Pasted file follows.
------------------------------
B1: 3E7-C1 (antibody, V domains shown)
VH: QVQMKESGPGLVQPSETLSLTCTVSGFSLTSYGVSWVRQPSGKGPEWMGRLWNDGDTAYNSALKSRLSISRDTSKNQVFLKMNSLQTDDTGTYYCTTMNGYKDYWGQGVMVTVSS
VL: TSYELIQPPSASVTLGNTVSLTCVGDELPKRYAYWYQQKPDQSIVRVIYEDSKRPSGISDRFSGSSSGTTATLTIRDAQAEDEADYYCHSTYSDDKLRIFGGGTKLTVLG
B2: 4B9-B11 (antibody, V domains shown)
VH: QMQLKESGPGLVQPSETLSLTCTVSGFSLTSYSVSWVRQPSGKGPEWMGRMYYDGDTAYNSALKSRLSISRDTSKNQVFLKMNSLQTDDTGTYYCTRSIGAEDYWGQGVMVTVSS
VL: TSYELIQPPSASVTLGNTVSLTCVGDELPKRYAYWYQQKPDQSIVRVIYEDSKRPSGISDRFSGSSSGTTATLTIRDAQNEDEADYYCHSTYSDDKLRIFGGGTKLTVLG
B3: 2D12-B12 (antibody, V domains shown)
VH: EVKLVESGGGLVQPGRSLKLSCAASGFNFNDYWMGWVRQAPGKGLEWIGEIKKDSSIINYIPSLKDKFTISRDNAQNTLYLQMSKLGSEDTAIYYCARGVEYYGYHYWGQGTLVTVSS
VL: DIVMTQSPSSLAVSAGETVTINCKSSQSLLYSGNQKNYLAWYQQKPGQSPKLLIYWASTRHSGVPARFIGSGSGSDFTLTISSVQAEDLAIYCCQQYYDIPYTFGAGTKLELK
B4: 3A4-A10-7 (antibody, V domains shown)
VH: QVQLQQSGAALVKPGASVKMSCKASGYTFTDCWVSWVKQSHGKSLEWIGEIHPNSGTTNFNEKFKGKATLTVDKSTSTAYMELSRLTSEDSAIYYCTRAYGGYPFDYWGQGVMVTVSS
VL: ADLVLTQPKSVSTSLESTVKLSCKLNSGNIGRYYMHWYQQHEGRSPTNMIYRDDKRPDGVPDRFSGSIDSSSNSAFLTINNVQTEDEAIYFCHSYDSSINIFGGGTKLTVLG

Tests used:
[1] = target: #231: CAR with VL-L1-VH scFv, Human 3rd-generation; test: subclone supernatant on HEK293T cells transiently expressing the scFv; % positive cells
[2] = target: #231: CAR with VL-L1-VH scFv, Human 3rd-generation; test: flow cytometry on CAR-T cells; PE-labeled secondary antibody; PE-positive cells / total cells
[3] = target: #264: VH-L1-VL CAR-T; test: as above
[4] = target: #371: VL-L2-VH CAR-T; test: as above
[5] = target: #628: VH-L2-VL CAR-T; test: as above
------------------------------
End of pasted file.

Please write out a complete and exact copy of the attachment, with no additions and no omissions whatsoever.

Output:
B1: 3E7-C1 (antibody, V domains shown)
VH: QVQMKESGPGLVQPSETLSLTCTVSGFSLTSYGVSWVRQPSGKGPEWMGRLWNDGDTAYNSALKSRLSISRDTSKNQVFLKMNSLQTDDTGTYYCTTMNGYKDYWGQGVMVTVSS
VL: TSYELIQPPSASVTLGNTVSLTCVGDELPKRYAYWYQQKPDQSIVRVIYEDSKRPSGISDRFSGSSSGTTATLTIRDAQAEDEADYYCHSTYSDDKLRIFGGGTKLTVLG
B2: 4B9-B11 (antibody, V domains shown)
VH: QMQLKESGPGLVQPSETLSLTCTVSGFSLTSYSVSWVRQPSGKGPEWMGRMYYDGDTAYNSALKSRLSISRDTSKNQVFLKMNSLQTDDTGTYYCTRSIGAEDYWGQGVMVTVSS
VL: TSYELIQPPSASVTLGNTVSLTCVGDELPKRYAYWYQQKPDQSIVRVIYEDSKRPSGISDRFSGSSSGTTATLTIRDAQNEDEADYYCHSTYSDDKLRIFGGGTKLTVLG
B3: 2D12-B12 (antibody, V domains shown)
VH: EVKLVESGGGLVQPGRSLKLSCAASGFNFNDYWMGWVRQAPGKGLEWIGEIKKDSSIINYIPSLKDKFTISRDNAQNTLYLQMSKLGSEDTAIYYCARGVEYYGYHYWGQGTLVTVSS
VL: DIVMTQSPSSLAVSAGETVTINCKSSQSLLYSGNQKNYLAWYQQKPGQSPKLLIYWASTRHSGVPARFIGSGSGSDFTLTISSVQAEDLAIYCCQQYYDIPYTFGAGTKLELK
B4: 3A4-A10-7 (antibody, V domains shown)
VH: QVQLQQSGAALVKPGASVKMSCKASGYTFTDCWVSWVKQSHGKSLEWIGEIHPNSGTTNFNEKFKGKATLTVDKSTSTAYMELSRLTSEDSAIYYCTRAYGGYPFDYWGQGVMVTVSS
VL: ADLVLTQPKSVSTSLESTVKLSCKLNSGNIGRYYMHWYQQHEGRSPTNMIYRDDKRPDGVPDRFSGSIDSSSNSAFLTINNVQTEDEAIYFCHSYDSSINIFGGGTKLTVLG

Tests used:
[1] = target: #231: CAR with VL-L1-VH scFv, Human 3rd-generation; test: subclone supernatant on HEK293T cells transiently expressing the scFv; % positive cells
[2] = target: #231: CAR with VL-L1-VH scFv, Human 3rd-generation; test: flow cytometry on CAR-T cells; PE-labeled secondary antibody; PE-positive cells / total cells
[3] = target: #264: VH-L1-VL CAR-T; test: as above
[4] = target: #371: VL-L2-VH CAR-T; test: as above
[5] = target: #628: VH-L2-VL CAR-T; test: as above